The Movie Industry: Will it Survive COVID-19? - COVID-19 Clinical Trial
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The Movie Industry: Will it Survive COVID-19?

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    As the world is still in the middle of the COVID-19 pandemic, the global economy trajectory is still pointing down.  To prevent the spread of COVID-19 which in return will help get businesses up and running again, the top 10 theater chains in the United States have shut down.  In a recent count there are roughly 5,548 indoor movie theaters in the United States, with a total of 40,616 screens, according to the National Association of Theater Owners.  The cumulative effort to temporarily close equates to 89 percent of screens across the country that are now left dark.   

    Movie theaters across the country have shut their doors and furloughed most of their workers. In other cases, entire chains have declared bankruptcy.  AMC theaters has started the process of filing for chapter 11.  The thought process behind this strategic move is twofold.  First, the obvious current financial loses and Second, the movie industry will be one of the last to re-open because of the general nature of how close people must sit next to each other during showtimes.  Even when they do open, they will most likely have limited seating restrictions which in return limits revenue.  

    The United Stated stimulus package that has begun rolling out this week has accounted for helping numerous industries including large corporations, small businesses, hospitals, restaurants and plenty of others.  One industry that seemed to be forgotten is the movie theater business.  To combat the complete fall of this famed United States industry, The National Association of Theater Owners asked Congress and the Trump administration for relief measures meant to help their establishments stay afloat until business can resume.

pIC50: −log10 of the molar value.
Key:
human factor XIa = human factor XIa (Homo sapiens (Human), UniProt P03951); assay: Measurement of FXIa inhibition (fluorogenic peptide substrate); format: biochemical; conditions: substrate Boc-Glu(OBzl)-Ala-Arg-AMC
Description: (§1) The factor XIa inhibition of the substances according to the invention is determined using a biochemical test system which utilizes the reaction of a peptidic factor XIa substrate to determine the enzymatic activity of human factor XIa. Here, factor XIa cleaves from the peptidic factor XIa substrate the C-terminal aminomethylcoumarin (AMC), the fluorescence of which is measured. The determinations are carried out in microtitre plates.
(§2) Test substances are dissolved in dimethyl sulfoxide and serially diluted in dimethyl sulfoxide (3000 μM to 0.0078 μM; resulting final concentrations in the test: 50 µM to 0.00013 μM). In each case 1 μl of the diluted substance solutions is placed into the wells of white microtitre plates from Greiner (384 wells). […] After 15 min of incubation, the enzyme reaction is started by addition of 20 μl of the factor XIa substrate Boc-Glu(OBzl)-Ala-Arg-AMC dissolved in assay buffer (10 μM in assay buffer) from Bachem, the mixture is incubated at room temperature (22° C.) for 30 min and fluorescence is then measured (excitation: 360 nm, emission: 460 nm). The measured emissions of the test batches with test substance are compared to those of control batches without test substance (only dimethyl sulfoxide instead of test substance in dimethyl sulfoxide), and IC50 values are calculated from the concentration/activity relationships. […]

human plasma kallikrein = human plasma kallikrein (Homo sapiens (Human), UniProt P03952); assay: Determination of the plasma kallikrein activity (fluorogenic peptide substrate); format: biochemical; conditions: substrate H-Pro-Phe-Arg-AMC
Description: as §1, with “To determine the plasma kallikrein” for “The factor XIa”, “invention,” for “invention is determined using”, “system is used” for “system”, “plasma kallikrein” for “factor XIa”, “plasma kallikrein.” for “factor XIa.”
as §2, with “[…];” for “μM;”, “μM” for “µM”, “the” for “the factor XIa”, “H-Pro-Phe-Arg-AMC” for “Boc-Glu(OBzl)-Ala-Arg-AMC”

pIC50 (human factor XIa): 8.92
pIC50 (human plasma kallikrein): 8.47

Not only are the movie theaters closing but film productions and big budget theatrical releases have been postponed.  The Walt Disney Company, Sony Pictures, Universal Pictures and other major Hollywood studios have delayed releases through May and beyond. Other companies have decided to make movies available for streaming well ahead of schedule. Universal announced that it would offer a handful of recently run theater movies accessible for home viewing at about the price of a regular ticket admission.   

    The theater business is separate from the filmmaking business. Theater owners and Hollywood studios usually split up box office revenue 50-50 in the United States.  Theaters make most of their money on concessions, like the highly inflated popcorn costs, which is revenue they don’t share.  

    This new streaming strategy has left Hollywood wondering whether the traditional release model, which requires movies to play exclusively in theaters for close to 90 days before streaming services can purchase rights, would ever return.  These innovative measures will most likely start to become the norm as industry giants will need to generate revenue by any means possible.  These scenarios are a bad sign for the movie theater industry as they would be left in the dark with the home viewing alternatives. 

    Alternatively, Thomas E. Rothman, the chairman of Sony Pictures, predicted that the appetite for moviegoing would be stronger than ever, once the pandemic passed. 

    “People will want to get out and share communal experiences,” he said. “We will remember how much we love to be all together.” 

    Only time will tell. 

    By Ross Schneidman 

    Sources

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